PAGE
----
Palliative medicine is a relatively new specialty of less than 20 years. If you haven’t heard of it, you’re not alone. Being aware of it as you and your loved ones age can ensure the medical care you receive is what you really want. David Nordstrom, MD, UnityPoint Health explains the benefits of palliative care.
What is Palliative Care?
Palliative care is medical care for patients with serious or life-limiting medical conditions. This type of treatment involves a holistic approach to patients’ conditions. The focus is on education, comfort, symptom management and quality of life by managing symptoms, such as pain, shortness of breath, anxiety or nausea. Overall, the goal of palliative care is to create a “goals of care plan” that honors patients’ wishes, making sure they know they have control of their medical future.
“Respecting patient autonomy and concerns as the goals of a care plan are formed allows peaceful understanding for many, even as they face serious or incurable illnesses. Sometimes, just listening, answering questions and honest discussion of a prognosis is helpful,” Dr. Nordstrom says.
Dr. Nordstrom adds there’s still a lack of knowledge and awareness around palliative treatment. He says many health professionals still do not understand it. He says some inaccurately believe palliative care providers only work to talk patients out of health care interventions or take away their hope.
“Palliative care has been shown and validated in numerous studies to improve quality of life for patients and families, relieve symptoms, reduce cost of care and possibly prolong life. There is no study that demonstrates any reduction of lifespan by having a palliative care intervention,” Dr. Nordstrom says.
When to Consider Palliative Medicine
Palliative care is appropriate for patients with various illnesses including COPD, heart failure, Parkinson’s disease, dementia, liver disease, kidney disease or cancer. There is no age limit. Palliative medicine providers see all types of patients, from expectant parents experiencing an abnormal pregnancy to patients over 100 years of age.
“There are many ‘triggers’ that can be used to promote a referral for a palliative care evaluation. The evaluation can be helpful for patients with frequent hospital admissions or clinic visits, complex medical needs, global decline in function, transition to or need for a higher level of care, or a need to help with discussion about advanced directives and advanced care planning,” Dr. Nordstrom says.
The Palliative Care Medical Team
Physicians, nurse practitioners, social workers, nurses, chaplains and other therapists are all part of the palliative care team. With this interdisciplinary team working with the patient and family, they are able to address the physical symptoms, as well as the emotional, spiritual, psychosocial and economic aspects of serious illness. UnityPoint Health has inpatient and outpatient palliative care teams, and some sites have palliative therapy clinics.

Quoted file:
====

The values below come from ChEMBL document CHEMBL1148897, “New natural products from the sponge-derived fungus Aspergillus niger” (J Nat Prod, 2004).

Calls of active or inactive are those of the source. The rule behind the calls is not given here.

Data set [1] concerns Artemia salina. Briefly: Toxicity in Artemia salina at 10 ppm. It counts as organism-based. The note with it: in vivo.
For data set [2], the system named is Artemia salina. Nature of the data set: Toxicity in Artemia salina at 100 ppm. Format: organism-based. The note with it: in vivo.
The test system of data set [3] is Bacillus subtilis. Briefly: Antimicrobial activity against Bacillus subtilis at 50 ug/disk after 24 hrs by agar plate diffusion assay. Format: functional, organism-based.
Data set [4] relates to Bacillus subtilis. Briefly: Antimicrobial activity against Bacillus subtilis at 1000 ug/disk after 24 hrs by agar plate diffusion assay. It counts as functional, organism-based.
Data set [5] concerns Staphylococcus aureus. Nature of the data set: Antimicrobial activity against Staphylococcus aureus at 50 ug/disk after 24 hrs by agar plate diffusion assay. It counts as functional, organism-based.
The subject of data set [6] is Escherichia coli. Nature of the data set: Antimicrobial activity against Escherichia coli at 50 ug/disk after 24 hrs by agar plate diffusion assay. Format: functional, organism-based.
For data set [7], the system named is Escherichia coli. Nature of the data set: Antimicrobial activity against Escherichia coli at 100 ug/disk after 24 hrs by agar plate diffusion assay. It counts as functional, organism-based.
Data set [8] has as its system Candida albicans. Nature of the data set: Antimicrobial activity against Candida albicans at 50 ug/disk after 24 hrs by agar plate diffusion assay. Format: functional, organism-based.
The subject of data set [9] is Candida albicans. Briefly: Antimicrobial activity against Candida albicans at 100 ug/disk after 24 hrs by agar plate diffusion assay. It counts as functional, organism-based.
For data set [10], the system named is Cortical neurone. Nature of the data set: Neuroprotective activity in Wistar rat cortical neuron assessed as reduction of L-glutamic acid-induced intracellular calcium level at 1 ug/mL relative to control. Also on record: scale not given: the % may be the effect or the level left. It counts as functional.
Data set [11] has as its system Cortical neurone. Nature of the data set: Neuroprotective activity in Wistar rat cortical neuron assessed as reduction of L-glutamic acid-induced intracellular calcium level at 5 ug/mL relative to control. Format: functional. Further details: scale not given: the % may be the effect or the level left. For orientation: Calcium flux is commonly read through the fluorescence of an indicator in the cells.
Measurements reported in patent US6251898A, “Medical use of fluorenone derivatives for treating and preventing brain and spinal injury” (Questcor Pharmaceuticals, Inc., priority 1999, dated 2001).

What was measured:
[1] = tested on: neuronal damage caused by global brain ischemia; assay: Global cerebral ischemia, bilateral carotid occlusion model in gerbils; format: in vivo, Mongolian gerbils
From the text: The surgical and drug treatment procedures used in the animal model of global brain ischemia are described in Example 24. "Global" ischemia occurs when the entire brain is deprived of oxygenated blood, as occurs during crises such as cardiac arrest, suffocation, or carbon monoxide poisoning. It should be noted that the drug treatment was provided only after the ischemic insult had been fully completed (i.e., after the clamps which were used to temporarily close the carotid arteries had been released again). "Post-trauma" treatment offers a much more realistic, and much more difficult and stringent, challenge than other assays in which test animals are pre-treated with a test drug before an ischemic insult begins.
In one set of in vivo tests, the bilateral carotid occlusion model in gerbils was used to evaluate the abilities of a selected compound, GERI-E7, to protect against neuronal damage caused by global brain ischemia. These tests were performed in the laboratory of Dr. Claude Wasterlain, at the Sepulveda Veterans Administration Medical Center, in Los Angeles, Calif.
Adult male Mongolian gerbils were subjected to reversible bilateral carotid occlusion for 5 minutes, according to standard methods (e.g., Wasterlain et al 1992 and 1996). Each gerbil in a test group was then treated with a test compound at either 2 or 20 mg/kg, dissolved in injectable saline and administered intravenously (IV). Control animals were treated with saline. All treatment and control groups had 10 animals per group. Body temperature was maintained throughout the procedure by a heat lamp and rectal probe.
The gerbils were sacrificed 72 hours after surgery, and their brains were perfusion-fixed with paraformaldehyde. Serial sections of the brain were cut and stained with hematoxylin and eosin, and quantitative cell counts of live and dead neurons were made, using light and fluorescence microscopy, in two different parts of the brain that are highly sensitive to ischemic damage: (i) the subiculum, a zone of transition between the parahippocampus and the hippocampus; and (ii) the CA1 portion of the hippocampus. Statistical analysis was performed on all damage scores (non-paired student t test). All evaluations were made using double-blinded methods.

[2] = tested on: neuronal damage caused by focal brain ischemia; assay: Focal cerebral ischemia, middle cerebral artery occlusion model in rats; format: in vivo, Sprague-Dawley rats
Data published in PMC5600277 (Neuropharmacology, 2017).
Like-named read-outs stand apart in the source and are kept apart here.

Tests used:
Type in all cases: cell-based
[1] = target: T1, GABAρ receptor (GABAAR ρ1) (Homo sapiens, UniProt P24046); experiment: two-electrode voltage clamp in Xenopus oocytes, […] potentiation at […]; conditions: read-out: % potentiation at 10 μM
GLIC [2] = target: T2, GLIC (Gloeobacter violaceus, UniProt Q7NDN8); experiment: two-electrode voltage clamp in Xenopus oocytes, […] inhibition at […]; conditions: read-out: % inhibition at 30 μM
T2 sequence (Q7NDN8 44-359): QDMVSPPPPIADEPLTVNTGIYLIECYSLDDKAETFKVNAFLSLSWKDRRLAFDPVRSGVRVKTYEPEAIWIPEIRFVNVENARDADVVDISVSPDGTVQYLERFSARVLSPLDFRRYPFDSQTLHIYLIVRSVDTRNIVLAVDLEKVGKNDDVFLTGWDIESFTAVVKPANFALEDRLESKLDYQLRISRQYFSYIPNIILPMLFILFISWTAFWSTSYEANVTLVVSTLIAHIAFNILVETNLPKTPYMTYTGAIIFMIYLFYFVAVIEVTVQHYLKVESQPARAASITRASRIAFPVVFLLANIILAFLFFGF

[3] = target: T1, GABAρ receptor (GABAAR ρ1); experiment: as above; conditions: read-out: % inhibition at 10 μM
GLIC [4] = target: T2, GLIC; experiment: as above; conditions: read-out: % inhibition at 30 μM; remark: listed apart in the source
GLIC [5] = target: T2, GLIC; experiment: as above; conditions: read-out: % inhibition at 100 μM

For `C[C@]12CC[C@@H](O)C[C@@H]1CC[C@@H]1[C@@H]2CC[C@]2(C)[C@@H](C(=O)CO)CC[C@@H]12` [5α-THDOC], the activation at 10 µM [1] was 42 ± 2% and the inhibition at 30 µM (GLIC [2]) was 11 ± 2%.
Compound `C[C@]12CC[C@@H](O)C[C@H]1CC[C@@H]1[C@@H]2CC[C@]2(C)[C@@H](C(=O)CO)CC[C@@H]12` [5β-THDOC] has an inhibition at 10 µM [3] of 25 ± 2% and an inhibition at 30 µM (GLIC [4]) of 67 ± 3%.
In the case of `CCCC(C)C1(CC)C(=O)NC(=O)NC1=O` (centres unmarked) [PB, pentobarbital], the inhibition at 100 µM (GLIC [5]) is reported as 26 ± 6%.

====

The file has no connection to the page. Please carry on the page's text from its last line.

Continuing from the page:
Hospice and Palliative Care
Hospice and palliative care are not the same. Hospice care is a service that provides palliative care for terminally ill patients. In other words, all hospice care is palliative care; however, the opposite is not always true.
“Hospice care is a defined insurance benefit for patients who have terminal illness with an expected prognosis of six months or less, if the illness follows the usual course. This generally means hospice patients will not return to the hospital, not receive IV medications, other than symptom relief medicines, and not continue chemotherapy or dialysis. Palliative care is a medical specialty, and no treatment option or aggressive intervention is ruled out, if it is consistent with the patient’s condition and goals of care,” Dr. Nordstrom says.
Why Palliative Care is Important?
“Palliative care is important because it gives patients a voice to participate in their medical care and decision making. It honors them and their autonomy. It helps patients choose and receive care they want and need,” Dr. Nordstrom says.
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Palliative medicine can also help patients plan for the future. Dr. Nordstrom compares a serious illness to a long, hard trip, saying no one would reasonably embark on a difficult trip without some advanced planning and preparations. In the same way, palliative medicine helps patients and families plan for their individual illness.
If you’re interested in palliative care, just ask! Consult with your UnityPoint Health primary care provider or specialist and figure out where you should go for information and a consultation.